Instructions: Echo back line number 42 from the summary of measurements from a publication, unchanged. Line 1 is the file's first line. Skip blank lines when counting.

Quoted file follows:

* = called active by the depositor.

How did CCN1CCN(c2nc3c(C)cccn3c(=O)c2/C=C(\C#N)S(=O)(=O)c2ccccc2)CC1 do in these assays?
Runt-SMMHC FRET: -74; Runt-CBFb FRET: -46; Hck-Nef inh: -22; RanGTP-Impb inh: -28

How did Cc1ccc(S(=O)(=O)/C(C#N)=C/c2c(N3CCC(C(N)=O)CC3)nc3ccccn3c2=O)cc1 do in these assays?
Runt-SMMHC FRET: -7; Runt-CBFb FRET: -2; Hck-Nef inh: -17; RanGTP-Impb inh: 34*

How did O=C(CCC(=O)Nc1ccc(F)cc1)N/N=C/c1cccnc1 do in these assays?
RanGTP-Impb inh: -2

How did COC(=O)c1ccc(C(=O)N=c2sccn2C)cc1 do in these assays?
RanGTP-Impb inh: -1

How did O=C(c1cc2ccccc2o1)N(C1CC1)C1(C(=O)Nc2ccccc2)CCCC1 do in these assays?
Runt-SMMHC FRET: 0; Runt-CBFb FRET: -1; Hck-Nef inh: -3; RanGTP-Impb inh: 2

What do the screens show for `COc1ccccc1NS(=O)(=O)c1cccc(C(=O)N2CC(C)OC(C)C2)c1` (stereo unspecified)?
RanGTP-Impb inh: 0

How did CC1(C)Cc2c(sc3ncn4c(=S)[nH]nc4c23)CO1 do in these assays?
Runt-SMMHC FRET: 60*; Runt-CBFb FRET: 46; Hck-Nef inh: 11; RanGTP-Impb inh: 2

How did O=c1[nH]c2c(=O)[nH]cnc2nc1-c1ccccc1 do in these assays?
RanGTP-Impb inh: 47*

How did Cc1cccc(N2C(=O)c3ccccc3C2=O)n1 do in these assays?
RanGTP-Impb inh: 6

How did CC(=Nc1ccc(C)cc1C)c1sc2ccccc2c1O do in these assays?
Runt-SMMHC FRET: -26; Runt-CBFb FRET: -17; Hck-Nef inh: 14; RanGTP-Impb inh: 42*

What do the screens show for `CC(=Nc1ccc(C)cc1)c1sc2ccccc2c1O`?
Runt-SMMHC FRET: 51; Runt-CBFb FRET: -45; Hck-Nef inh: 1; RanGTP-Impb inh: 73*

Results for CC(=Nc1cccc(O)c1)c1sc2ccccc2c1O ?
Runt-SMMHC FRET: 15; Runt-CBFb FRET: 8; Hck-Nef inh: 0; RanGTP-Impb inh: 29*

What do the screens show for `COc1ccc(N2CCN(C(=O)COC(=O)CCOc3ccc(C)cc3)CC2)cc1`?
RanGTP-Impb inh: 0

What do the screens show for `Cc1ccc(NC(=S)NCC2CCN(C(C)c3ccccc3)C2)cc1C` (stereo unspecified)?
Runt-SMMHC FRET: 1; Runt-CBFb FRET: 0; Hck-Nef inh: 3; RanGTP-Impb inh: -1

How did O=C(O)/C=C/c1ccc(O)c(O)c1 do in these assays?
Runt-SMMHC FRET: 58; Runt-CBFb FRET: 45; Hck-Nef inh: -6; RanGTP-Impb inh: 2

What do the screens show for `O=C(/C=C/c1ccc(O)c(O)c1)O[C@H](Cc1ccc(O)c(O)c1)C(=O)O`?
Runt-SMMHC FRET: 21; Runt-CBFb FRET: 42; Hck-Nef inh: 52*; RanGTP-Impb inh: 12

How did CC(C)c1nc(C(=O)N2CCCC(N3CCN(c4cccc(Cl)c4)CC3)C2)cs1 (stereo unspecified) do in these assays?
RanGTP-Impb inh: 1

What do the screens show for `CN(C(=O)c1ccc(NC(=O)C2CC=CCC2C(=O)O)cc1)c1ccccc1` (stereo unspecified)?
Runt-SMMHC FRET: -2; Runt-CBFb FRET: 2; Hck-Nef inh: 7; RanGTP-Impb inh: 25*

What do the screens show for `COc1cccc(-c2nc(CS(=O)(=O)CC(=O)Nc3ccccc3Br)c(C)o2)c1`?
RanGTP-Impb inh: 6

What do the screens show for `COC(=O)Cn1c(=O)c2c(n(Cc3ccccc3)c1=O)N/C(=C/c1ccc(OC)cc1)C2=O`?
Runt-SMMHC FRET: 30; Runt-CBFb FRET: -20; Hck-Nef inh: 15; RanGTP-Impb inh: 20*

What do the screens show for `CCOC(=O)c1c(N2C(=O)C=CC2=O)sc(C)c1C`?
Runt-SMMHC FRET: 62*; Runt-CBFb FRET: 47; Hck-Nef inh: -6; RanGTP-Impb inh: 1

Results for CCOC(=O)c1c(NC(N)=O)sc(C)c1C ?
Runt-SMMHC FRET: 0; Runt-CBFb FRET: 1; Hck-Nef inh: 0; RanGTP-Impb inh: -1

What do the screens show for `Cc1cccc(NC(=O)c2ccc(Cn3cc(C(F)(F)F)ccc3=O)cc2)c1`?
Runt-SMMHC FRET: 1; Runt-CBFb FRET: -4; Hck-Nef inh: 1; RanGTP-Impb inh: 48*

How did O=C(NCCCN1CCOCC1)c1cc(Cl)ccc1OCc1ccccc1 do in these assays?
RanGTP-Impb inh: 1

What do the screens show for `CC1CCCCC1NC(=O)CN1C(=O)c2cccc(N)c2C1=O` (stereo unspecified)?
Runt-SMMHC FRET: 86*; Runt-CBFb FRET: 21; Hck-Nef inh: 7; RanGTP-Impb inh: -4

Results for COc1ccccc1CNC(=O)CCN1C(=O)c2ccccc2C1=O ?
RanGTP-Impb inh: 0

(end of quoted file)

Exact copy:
What do the screens show for `CCOC(=O)c1c(N2C(=O)C=CC2=O)sc(C)c1C`?